SCDOT Secretary Christy Hall presented to the Senate Transportation Committee Wednesday on the “State of the SCDOT” where she provided Senators with an update on the status of the state’s transportation network – including the 10-year plan and the impacts of the new revenues on projects and the state’s economy.
Hall told the Committee that the SCDOT is “very focused and very grateful” for the new state dollars and plans to put revenues to good use.
Thanks to actions taken by the SC Legislature since 2013, the SCDOT is at its highest level of activity in a decade, with $3 billion worth of projects currently on the streets. This is three times the level of work the agency was able to provide just a few years ago.
South Carolina is expected to add 25,000 new road and bridge jobs in the next few years. “We’re very pleased with our contracting industry,” Secretary Hall told reporters after the meeting. “They have responded just like we asked them to.”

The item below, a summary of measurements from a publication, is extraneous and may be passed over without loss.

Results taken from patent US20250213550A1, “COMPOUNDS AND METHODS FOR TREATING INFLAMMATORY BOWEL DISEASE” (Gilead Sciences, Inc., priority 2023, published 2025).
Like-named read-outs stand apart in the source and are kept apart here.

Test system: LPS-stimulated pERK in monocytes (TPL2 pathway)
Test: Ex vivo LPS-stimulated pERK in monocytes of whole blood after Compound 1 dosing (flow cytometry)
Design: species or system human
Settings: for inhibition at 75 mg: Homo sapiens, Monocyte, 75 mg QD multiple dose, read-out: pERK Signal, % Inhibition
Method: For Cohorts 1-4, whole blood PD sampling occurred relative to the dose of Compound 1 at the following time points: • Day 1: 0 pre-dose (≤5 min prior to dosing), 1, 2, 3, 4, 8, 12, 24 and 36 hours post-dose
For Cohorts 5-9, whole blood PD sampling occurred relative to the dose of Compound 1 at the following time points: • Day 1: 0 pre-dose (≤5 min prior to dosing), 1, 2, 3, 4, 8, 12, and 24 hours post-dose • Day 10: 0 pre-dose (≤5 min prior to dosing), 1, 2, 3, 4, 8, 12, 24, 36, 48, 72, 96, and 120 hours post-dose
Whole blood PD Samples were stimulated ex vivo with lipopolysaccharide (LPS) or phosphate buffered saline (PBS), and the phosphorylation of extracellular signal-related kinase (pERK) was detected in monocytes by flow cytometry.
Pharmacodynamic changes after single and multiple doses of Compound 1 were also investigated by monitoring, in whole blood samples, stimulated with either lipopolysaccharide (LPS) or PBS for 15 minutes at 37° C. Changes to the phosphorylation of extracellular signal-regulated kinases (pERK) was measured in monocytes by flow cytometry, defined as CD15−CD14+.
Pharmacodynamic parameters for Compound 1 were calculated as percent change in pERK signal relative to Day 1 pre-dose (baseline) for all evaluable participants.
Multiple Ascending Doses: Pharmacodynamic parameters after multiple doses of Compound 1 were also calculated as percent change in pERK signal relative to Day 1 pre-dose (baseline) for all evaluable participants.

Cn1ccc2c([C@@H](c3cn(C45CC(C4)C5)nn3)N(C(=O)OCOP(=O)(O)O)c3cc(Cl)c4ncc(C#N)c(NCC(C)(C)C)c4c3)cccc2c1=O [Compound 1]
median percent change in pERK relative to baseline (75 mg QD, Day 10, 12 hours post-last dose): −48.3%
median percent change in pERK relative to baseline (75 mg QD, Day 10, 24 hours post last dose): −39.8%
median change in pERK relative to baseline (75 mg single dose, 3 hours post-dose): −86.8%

The SCDOT expects to see an additional $149 million in revenues this year from Act 40 of 2017 and $600 million once fully phased in. Between Acts 98, 275, and 40 – the SC Legislature has allocated roughly $800 million to SCDOT for road and bridge improvements.
Secretary Hall emphasized the importance of spending the new revenues wisely and noted the biggest investment will be in pavements to get more roads to “good.”
Over the next 10-years, the SCDOT plans to double down on funding allocated to pavements, interstate improvements, bridges, and safety measures.
Once the refundable motor fuel/preventative maintenance tax credit sunsets in 2023, the SCDOT will have an additional $114 million to allocate towards needs which could offer some increase to the MPO/COG and Freight programs. However, this is something that SCDOT will be working with the SCDOT Commission to determine how best to use these revenues.
We know it will be a long process to repair our roads and bridges; however, we appreciate the efforts of the SC Legislature to provide SCDOT with the resources to begin recovery efforts on South Carolina’s infrastructure.